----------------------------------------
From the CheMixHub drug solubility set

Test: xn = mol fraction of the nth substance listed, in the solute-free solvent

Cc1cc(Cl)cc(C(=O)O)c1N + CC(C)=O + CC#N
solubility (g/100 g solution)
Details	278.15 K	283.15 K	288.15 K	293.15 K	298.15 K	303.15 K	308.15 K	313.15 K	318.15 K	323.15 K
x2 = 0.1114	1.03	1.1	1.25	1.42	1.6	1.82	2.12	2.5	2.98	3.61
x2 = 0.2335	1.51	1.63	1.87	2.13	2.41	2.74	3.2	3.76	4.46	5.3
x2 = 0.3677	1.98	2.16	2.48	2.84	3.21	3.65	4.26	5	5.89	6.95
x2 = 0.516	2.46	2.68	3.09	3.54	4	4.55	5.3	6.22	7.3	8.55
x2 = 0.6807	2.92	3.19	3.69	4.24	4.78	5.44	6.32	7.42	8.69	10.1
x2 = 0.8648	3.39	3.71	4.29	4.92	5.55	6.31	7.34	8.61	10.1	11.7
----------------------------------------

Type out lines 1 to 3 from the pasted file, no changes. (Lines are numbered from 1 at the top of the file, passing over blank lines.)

From the CheMixHub drug solubility set

Test: xn = mol fraction of the nth substance listed, in the solute-free solvent

Cc1cc(Cl)cc(C(=O)O)c1N + CC(C)=O + CC#N